War changed the mentalities and put an end to those outdated ways, but war did not stop Mrs Evseef, who had been working at Chateaubriand from 1932, from getting her job back afterwards. I saw her again, many years later; she was listing the names of her students who had disappeared— lost, maybe killed. I can still hear her, with her soft voice, saying “War has changed everything. For the second time, my world has changed. We need to learn our lessons.”

Some former students and teachers of our school have indeed shown a great example, in many domains. Listing them all would take too much time; let me then tell you about those, French and Foreigners, who gave their life to fight for freedom and to build a new world.

For instance, Guy Paluel, who studied at Chateaubriand in the 1920s; he was the captain of the 10th regiment of Moroccans skirmishers. He fell in St Just, Oise, in 1940.

Or the son of a Polish Ambassador in Rome, whose name I cannot remember; he studied here in the 1930s, and enrolled in the French army. He fell in Cassino in May 1943.

Or André Lassagne, who taught Italian in this school in 1938. He was arrested by the Gestapo in Calluire, where Jean Moulin also got arrested. He was sent to a concentration camp and came back, terribly weakened. He died shortly after.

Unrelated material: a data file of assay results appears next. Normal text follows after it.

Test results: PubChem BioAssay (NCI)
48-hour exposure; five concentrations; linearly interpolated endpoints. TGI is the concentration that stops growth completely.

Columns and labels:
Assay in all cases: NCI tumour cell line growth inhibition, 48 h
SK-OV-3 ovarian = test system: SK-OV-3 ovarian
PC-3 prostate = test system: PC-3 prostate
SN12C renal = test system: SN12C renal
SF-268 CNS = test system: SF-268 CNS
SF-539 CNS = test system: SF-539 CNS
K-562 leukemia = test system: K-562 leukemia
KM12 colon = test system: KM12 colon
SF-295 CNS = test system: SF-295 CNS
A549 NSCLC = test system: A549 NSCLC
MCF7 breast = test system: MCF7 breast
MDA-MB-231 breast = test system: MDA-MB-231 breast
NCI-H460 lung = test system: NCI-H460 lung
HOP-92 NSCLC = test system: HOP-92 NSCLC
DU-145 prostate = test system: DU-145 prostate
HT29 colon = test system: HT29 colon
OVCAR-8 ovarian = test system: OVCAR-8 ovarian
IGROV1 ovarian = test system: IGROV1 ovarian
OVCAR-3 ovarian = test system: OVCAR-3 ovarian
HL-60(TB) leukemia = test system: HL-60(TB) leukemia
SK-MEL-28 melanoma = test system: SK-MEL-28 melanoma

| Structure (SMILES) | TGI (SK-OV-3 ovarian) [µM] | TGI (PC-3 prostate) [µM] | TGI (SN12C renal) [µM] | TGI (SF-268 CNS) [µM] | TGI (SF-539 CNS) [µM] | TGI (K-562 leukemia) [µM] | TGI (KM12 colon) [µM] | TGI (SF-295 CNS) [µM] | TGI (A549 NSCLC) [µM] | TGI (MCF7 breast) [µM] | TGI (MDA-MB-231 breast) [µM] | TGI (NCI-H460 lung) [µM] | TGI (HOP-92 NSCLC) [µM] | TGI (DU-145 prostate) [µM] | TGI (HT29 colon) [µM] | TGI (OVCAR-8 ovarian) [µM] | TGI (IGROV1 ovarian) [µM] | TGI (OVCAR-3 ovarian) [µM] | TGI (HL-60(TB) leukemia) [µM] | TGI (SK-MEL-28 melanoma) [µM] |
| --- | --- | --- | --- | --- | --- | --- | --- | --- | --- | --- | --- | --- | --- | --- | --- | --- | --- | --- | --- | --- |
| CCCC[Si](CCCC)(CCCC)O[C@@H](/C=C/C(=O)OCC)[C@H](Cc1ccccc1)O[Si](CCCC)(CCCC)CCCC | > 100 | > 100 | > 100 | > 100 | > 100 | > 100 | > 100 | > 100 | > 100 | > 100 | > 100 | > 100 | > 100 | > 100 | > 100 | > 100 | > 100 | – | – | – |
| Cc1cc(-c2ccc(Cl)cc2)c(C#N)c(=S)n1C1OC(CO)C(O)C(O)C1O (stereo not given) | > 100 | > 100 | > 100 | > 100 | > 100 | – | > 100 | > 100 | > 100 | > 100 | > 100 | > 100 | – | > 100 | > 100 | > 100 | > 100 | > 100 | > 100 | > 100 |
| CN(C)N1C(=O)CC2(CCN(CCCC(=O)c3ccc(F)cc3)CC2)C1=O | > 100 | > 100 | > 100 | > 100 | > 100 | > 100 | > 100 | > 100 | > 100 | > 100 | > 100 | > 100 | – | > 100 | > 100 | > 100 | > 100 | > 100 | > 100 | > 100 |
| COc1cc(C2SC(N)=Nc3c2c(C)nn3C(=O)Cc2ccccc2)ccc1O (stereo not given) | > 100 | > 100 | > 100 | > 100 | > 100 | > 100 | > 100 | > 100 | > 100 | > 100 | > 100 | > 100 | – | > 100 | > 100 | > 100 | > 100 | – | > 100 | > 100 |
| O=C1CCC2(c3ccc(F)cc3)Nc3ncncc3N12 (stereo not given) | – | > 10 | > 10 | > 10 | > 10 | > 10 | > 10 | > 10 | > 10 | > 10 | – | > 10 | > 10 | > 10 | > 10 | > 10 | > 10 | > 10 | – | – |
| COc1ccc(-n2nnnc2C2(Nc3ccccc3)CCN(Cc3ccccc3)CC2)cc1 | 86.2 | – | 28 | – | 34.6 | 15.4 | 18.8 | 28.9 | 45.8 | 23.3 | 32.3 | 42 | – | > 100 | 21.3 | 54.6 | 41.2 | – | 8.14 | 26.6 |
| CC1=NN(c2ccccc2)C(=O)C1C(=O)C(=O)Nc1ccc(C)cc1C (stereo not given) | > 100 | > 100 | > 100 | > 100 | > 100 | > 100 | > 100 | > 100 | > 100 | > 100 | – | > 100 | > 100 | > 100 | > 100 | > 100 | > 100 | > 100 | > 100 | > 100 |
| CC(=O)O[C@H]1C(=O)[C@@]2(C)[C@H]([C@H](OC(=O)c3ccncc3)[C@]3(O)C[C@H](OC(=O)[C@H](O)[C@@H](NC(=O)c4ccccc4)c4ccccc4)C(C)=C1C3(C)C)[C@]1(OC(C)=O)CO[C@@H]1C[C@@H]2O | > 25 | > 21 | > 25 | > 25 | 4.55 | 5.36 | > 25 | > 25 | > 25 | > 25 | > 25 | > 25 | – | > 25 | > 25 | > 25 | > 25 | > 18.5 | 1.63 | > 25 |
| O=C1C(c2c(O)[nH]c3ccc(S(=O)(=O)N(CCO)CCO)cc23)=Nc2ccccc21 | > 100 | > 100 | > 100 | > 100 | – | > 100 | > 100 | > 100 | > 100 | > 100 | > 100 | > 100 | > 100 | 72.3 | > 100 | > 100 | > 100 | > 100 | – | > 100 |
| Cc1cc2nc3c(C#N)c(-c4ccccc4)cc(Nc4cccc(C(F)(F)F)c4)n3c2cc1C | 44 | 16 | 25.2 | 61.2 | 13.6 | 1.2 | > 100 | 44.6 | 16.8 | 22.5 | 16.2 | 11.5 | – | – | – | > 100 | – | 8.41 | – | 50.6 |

Finally, I believe I should mention a true hero, who taught Sciences at Chateaubriand between 1937 and 1939. His name was Daniel Trocmé, and he was born in 1912. He was protestant. Here are a few words about the fate of that martyr, who loved freedom and justice above all, as his brother, doctor Charles Trocmé, said.

After leaving Rome in the aftermath of a terrible defeat which led to the occupation, Daniel Trocmé became in 1942 in charge of a shelter for outlaw children, located in a small and isolated village in Haute Loire— in Chambon sur Lignon, precisely. It has since then become a place of pilgrimage and remembrance. When Daniel chose to be in charge of this shelter, he knew perfectly well what he was doing and the potential consequences; he did it because his cousin, André Trocmé, who was a pastor at Chambon, had asked him to do so.